(an Indian folktale)
Once upon a time there lived a barber who was a nice man, and handsome, too, but he was terribly lazy. Whenever he set off to work in the village, his wife bid him farewell and said, “Don’t forget to work today.” But every day the barber spent his time in the village gossiping and telling tales, and most nights he returned home without having earned a single coin.
At long last the barber’s wife had had enough of her husband’s idle ways. She loved him well enough, but she understood that it was she who was the clever one, and if they were to eat, she would have to use her wits.
“Husband,” she said, “it’s plain to me you’ll never earn a living at an honest trade. There is a wedding today at the palace, and since you cannot work, you’ll have to beg. Go to the palace and ask the king for something. He cannot refuse you today or bad luck will reign down upon him.”
The barber knew his wife was clever, and so he agreed to her plan, and off he went to the palace to beg for something from the king.
But when at last he was before the king, all thoughts fled his foolish mind, and so he said simply, “Give me something.”
The king was confused. “Something?” he asked. “What is it you wish?”
The barber had no idea what to ask for, and so he simply repeated, “Something.”
The king shook his head. “Very well,” he said, “I shall give you a piece of land.”
“That would be fine indeed!” the barber said happily, and the king turned to his servants. “Give him a piece of wasteland at the edge of the village,” he instructed.
When the barber returned home and gave the news to his clever wife, she shook her head. “Dear me, what will we do with a plot of wasteland when we haven’t even an ox or a plough to work the land?”
But she knew it was no use fussing and stewing, so she sat and thought until at last she came up with a plan. “Follow me,” she told her husband, “and whatever I do, you must simply do the same. Understand?”
“I do!” the barber said brightly.
When they reached the plot of land, the clever wife began to walk around the plot, peering closely at the land, bending low, touching the earth, and shaking her head. Her husband mimicked her.
Now it happened that a band of seven thieves was hiding nearby, watching the barber and his wife. “Strange behavior indeed,” one of the thieves whispered.
They watched the couple’s odd behavior for a while, but in the end, curiosity overcame them. The head thief walked into the field and greeted the barber’s wife. “What are you doing?” he asked.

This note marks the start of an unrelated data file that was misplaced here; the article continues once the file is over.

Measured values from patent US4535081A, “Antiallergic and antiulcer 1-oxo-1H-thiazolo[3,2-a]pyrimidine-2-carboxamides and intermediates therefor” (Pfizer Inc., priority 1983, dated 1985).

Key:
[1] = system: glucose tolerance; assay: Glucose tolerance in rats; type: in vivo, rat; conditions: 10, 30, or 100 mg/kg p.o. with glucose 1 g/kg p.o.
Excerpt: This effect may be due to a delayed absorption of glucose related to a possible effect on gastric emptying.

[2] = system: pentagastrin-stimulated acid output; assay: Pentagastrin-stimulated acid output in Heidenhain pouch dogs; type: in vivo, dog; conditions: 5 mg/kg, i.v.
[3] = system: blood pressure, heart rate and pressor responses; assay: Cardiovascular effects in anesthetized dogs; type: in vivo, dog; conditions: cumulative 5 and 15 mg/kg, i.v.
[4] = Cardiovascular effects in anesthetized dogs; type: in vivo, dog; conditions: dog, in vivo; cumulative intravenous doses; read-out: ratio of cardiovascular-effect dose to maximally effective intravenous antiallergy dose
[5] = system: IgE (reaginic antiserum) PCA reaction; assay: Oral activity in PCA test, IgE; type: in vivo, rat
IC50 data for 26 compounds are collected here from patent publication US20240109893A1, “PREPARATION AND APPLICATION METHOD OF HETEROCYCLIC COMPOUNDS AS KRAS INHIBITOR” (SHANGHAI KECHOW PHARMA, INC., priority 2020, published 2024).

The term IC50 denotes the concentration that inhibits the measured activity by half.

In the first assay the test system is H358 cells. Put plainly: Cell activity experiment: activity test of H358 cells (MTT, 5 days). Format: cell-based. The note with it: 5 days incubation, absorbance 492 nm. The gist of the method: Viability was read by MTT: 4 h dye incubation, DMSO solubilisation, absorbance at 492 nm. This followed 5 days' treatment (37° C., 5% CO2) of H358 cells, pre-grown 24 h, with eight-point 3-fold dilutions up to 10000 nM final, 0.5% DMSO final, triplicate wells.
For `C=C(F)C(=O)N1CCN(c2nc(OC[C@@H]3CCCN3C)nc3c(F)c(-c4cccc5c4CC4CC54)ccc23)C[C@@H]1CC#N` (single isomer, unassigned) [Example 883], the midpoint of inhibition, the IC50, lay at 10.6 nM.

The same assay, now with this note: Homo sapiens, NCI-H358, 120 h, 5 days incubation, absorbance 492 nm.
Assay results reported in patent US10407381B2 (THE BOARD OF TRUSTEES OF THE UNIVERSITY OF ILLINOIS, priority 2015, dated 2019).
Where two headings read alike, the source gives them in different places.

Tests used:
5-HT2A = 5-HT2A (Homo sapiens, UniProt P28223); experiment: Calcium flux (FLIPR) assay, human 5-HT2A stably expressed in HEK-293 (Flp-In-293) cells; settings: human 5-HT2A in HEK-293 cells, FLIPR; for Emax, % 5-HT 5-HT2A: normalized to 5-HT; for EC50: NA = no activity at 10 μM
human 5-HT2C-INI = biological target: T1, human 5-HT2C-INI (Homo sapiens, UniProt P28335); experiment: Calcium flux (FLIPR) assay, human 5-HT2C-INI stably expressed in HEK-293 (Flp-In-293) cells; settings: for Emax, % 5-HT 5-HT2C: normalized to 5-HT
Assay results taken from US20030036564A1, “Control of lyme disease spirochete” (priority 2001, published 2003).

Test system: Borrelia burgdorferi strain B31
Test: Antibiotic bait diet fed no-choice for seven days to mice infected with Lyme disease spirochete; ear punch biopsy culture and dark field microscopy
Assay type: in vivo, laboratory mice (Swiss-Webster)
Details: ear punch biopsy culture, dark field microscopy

“Ah,” she said, “nothing at all, nothing at all,” and she lowered her eyes, as if she were keeping a secret.
“Please, tell me, you seem troubled,” he said.
“Well,” the clever wife whispered, “promise me you’ll tell no one?”
“Of course!” the thief said. “I am a great keeper of secrets.”
And so the clever wife put her lips to close to his ear and whispered, “This land belonged to my grandfather, and he buried five pots of gold in the earth. We’re searching for the spots to dig.”
“Ah,” said the thief, “very interesting.” He returned and gave this news to his fellow thieves.
Of course, as soon as the barber and his clever wife returned home that evening, the thieves began to dig in the field, searching for the gold. They dug all night, turning up every inch of that earth, seven times over. Naturally they did not find a thing, and when the sun began to rise, they gave up and went away.
Later that morning, the barber and his wife returned, and finding their earth so nicely ploughed, the clever wife went to the village to borrow seeds to plant. She promised the grain seller she would pay him back at harvest.
Sure enough, the crop was so successful, the clever wife paid back her debt, and now they had plenty to eat and a great bag of gold.
The thieves had been watching all this time, and when they saw the clever wife carrying her bag of gold, they followed her home.
The head thief knocked on the door. “I dug up that whole field for you!” he said. “You owe me your gold!”
The clever wife simply laughed in his face. “I owe nothing to a thief!” she said, slamming the door.
But she knew she was not finished with the thieves, for she was, after all, a clever woman. That night she lay awake listening and, sure enough, she heard the thieves creep into the house and hide in the closet.
She sat up in her bed and said, in a loud voice, as if she were talking to her husband, “Oh my, I hope no one finds that bag of gold I hid in the tree outside, high up in the branches.”
The thieves chuckled softly to themselves, and when the barber and his wife were apparently fast asleep again, they crept outside. Sure enough, high up in the tree, they saw what they were certain was a package containing the gold.
One by one they climbed the tree, each reaching out to grasp the package of gold.
But it was a hornets’ nest, and the moment those thieves disturbed that nest, the hornets flew out and began to sting. From her bed, the clever wife could hear their cries.
The next day the thieves were in the hospital. The barber and his clever wife knew those thieves would never give up, but they knew something else.
“You are a clever woman, beloved wife,” the barber said, “and cleverness is worth all the gold in the world.”